Pantone uses a team of style scouts and fashion industry experts to predict the colour forecast for the coming year. Usually it’s just one colour that makes the top spot (though in reality it will be a palette of colours that designers turn to). In the 2000s, their Colour of the Year was: 2010: Turquoise. 2011: Honeysuckle, a rounded dark pink. 2012: Tangerine Tango, a dark orange. 2013: Emerald, a slightly turquoise green that confusingly, wasn’t actually emerald green. 2014: Radiant Orchid, a light pink- purple. 2015: Marsala, a mid-brown. 2016, Serenity and Rose Quartz. 2017, Greenery, light spring green with yellow tones. 2018, Ultra Violet, a deep blue-purple, and 2019, Living Coral.
Do you ever wonder why different designer’s collections often seem so much in tune with one another? It’s not “something in the air”. It’s because colour forecasters, like The Pantone Colour Institute, suggest which colours will in fashion for the year. The fabric manufacturers listen to this, and produce fabric in colours and prints accordingly. The fashion designers also listen. When they go to the big fabric fairs, in particular Première Vision in Paris, they are on the lookout for those colours. They will also find that those particular shades predominate. They order the colours they have been told will resonate with customers. Hey presto, a self-fulfilling prophesy.
What were the top fashions in the 2010s – Changes at London Fashion Week
Some designers reduced the number of their yearly shows from four – two mens and two womenswear – to two. They showed at women’s fashion week as it’s bigger, but with distinct men’s and women’s designs. This was mainly for economic reasons.
Another experiment was in “see-now buy-now” shows. This was where customers could buy clothing right off the catwalk. It was because consumers, even if they are haute couture audiences, are far too impatient to order a season in advance. Henry Holland pioneered this, issuing his front row with large enamel rings embedded with NFC (near-field communication) chips. These could be used to directly purchase an outfit as it passed by on the catwalk.
Feminism and Fashion
The Me Too Movement began in 2006 with Tarana Burke using the phrase on social media. She encouraged women to step forward and band together with their experiences of sexual harassment. This lead to more than 80 allegations against media mogul Harvey Weinstein in 2017. He was imprisoned in 2020 for 23 years. Other men’s sexual misconduct was also examined.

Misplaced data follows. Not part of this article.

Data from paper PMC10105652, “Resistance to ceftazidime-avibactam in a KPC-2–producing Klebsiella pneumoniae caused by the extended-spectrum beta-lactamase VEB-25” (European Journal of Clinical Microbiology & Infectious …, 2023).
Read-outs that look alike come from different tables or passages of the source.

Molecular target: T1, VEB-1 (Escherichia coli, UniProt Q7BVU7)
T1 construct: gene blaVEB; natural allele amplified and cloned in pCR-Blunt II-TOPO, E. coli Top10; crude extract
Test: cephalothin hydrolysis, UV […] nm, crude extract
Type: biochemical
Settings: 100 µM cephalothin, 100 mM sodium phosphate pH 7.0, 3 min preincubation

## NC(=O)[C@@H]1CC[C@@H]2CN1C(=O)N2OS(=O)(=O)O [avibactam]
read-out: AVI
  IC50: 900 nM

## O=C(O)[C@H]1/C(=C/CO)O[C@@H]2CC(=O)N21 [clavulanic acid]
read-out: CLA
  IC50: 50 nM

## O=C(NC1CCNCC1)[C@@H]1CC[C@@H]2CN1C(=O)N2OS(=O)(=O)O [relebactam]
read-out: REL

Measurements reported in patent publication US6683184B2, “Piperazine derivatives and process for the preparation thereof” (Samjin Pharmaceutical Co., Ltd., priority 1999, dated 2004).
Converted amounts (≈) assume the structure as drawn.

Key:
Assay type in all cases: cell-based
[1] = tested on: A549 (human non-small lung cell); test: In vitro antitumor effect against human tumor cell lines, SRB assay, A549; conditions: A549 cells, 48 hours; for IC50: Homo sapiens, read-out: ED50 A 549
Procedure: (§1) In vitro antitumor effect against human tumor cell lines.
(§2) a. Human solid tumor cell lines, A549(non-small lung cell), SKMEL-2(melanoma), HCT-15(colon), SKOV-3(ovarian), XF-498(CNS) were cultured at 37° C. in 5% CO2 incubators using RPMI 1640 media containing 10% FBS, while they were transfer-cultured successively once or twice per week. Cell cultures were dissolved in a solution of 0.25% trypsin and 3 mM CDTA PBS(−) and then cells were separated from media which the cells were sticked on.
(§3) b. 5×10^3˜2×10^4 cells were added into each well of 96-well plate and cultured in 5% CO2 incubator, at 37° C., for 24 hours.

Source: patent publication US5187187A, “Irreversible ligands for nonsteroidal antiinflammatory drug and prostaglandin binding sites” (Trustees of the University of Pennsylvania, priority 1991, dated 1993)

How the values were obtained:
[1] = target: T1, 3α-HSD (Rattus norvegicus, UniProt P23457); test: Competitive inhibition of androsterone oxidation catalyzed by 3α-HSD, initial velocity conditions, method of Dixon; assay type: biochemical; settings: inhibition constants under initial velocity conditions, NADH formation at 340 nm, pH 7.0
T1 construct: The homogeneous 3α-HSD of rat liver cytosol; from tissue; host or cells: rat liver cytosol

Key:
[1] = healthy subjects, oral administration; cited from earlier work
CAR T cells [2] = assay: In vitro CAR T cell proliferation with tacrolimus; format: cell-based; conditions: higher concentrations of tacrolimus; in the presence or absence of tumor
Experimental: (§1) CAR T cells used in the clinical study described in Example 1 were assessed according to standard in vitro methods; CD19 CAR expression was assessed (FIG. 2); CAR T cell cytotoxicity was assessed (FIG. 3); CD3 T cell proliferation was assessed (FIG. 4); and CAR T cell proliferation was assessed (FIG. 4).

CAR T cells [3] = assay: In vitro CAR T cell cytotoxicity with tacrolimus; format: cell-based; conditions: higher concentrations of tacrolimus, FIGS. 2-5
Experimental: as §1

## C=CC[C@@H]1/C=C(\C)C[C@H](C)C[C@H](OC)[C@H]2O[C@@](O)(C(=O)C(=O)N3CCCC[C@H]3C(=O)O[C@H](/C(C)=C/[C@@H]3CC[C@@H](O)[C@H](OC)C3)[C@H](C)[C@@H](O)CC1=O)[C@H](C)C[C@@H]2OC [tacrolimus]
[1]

Fashion-wise, because protests were so much in the news Karl Lagerfeld tried to get in on the act with his SS15 collection for Chanel. Models waved a variety of meaningless placards such as “Free Freedom” and “Ladies First” as they came down the catwalk. Pink Pussy Hats were created in their thousands for a 2017 Women’s March in the US. They are soft knitted pink beanies with pointed corners resembling cat ears. Meanwhile over at Dior in 2017 “We Should all be Feminists” was printed on a plain white t-shirt and paired with an exquisite tulle skirt for the catwalk. Many celebrities bought and wore it.
What were the top fashions in the 2010s- Athleisure
The 2010s signalled a rise and rise in Athleisure, a newly coined term. Yoga became very popular. Because of this companies like Lululemon and Sweaty Betty happily provided colourful £100+ leggings for the activity. The very distinctive leggings and crop tops were worn outside the studio, and lots of copies were made, then worn by people who had no intention of doing a downward dog.
To many people’s great joy, the trend for bum-crack revealing, muffin-top enhancing low waist trousers was finally on the wane. Waists sat higher and higher until they hit the natural waistline.